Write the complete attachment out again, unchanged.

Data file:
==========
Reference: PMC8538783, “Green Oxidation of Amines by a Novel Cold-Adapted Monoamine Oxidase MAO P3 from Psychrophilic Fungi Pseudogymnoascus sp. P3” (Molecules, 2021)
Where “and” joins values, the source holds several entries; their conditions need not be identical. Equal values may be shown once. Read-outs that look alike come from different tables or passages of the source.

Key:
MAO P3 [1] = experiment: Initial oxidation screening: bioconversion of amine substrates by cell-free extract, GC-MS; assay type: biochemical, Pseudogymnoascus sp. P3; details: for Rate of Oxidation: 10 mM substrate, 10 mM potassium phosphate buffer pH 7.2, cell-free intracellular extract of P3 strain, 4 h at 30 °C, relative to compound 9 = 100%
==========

Reference: PMC8538783, “Green Oxidation of Amines by a Novel Cold-Adapted Monoamine Oxidase MAO P3 from Psychrophilic Fungi Pseudogymnoascus sp. P3” (Molecules, 2021)
Where “and” joins values, the source holds several entries; their conditions need not be identical. Equal values may be shown once. Read-outs that look alike come from different tables or passages of the source.

Key:
MAO P3 [1] = experiment: Initial oxidation screening: bioconversion of amine substrates by cell-free extract, GC-MS; assay type: biochemical, Pseudogymnoascus sp. P3; details: for Rate of Oxidation: 10 mM substrate, 10 mM potassium phosphate buffer pH 7.2, cell-free intracellular extract of P3 strain, 4 h at 30 °C, relative to compound 9 = 100%